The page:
One of the key messages of the upcoming holiday of Hanukah is the importance of religious freedom. The Maccabbees were inspired to take up arms against the Syrian Greek empire largely because Jewish religious practices were banned and the empire demanded that its subjects adopt Greek religion instead. Throughout the centuries, Jews have never insisted that others follow our religious path; instead, we have advocated for everyone’s right to follow his or her own tradition without interference, including religious law.
In the case of the Islamophobia that is still running rampant in our country, and particularly the attack on Muslim legal traditions, it is clearer than ever that anti-Muslim sentiment and anti-Jewish sentiment often run hand in hand. The struggle to reject anti-Muslim bias is our Jewish struggle as well, which is why organizations like the Anti-Defamation League have come out against attempts to outlaw shaariah as well as opposing efforts to prevent the construction of mosques and to prevent Muslims from practicing their religion.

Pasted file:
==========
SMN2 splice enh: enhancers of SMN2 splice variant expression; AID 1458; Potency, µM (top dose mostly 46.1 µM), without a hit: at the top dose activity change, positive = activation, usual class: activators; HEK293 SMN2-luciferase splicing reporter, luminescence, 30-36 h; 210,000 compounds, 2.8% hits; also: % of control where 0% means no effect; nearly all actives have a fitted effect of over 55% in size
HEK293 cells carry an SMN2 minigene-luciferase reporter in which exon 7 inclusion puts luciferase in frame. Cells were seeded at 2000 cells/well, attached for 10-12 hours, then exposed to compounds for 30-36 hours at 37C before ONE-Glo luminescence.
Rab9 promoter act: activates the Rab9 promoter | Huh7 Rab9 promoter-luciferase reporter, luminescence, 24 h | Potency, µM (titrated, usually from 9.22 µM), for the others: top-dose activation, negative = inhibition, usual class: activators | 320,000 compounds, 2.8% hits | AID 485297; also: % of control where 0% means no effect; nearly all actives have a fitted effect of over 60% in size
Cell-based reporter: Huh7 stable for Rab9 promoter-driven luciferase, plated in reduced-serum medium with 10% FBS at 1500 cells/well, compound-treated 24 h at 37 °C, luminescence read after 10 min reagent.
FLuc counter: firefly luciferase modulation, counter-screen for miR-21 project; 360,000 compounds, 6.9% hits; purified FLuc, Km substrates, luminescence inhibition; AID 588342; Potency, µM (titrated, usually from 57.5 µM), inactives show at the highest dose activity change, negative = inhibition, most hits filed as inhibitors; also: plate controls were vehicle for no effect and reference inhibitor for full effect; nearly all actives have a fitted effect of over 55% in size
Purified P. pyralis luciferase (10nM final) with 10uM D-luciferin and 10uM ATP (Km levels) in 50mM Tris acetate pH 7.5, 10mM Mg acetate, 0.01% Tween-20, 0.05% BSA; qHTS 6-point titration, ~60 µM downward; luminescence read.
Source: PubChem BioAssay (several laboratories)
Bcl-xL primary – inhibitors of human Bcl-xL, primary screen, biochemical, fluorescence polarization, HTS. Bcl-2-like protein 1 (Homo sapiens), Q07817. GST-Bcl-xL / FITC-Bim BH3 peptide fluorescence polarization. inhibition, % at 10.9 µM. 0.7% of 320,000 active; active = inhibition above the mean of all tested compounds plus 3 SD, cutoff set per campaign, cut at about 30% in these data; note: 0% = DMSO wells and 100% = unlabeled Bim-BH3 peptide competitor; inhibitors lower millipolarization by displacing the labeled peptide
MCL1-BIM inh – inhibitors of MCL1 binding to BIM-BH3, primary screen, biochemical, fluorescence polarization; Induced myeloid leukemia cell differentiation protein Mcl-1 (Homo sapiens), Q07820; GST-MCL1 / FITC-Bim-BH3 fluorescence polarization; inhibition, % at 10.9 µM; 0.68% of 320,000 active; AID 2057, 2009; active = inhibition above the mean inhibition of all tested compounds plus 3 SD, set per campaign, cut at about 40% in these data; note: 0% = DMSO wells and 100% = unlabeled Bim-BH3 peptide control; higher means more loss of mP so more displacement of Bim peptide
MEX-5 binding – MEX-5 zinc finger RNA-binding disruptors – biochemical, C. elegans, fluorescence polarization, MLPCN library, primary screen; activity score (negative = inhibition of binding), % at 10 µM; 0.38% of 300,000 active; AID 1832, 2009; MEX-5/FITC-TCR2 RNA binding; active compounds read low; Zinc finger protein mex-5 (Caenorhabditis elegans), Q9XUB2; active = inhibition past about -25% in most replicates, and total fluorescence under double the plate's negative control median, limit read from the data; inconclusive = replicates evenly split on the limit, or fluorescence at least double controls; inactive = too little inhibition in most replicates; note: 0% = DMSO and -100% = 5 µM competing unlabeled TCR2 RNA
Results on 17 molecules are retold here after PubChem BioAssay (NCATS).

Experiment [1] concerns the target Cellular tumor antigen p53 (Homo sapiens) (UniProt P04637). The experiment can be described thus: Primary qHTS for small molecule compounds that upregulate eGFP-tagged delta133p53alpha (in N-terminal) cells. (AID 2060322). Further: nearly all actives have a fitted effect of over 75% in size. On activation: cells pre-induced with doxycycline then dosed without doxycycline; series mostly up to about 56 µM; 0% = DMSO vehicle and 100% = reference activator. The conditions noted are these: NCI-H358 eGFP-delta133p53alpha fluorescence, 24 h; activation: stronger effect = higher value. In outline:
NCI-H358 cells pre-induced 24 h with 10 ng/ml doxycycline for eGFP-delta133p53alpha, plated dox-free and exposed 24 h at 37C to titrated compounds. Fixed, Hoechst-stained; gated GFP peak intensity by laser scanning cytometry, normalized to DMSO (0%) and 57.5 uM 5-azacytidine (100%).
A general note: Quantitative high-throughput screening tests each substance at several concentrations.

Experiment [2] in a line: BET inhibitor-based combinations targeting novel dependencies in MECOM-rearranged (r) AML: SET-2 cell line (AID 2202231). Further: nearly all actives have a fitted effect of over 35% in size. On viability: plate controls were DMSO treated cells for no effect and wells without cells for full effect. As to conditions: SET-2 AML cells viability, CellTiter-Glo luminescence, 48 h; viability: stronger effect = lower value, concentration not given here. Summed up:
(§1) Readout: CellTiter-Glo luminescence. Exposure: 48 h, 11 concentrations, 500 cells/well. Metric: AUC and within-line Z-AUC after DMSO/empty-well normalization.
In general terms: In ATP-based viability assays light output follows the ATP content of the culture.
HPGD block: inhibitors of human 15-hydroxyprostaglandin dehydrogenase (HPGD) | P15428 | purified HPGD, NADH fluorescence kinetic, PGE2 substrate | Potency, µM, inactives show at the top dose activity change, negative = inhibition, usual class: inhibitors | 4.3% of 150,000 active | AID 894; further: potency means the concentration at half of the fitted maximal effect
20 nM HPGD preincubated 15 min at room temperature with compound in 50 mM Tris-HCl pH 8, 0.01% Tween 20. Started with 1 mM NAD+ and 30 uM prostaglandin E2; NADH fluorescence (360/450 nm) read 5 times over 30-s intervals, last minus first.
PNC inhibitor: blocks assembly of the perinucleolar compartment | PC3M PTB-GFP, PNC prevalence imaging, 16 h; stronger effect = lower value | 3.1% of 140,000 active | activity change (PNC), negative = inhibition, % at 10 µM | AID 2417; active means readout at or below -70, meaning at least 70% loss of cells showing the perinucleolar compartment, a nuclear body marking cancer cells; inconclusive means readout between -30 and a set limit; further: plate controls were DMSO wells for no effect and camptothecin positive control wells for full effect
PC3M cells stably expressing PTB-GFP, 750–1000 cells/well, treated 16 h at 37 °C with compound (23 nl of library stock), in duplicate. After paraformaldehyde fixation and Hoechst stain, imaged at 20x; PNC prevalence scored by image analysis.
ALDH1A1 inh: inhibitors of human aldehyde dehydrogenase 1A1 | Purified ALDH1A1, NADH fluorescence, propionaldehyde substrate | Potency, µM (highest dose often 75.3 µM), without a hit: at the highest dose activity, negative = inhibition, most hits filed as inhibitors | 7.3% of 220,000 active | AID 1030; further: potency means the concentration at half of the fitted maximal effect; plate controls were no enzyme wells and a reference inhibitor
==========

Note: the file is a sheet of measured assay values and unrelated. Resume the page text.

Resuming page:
Hanukah’s message of religious freedom is universal; it cannot apply only to ourselves. When we light the candles of Hanukah, we must also embrace the struggle to bring the light of religious freedom to all people in our state, in our country, and throughout the world.
— Message from the Rabbi of the Germantown Jewish Center in Philadelphia.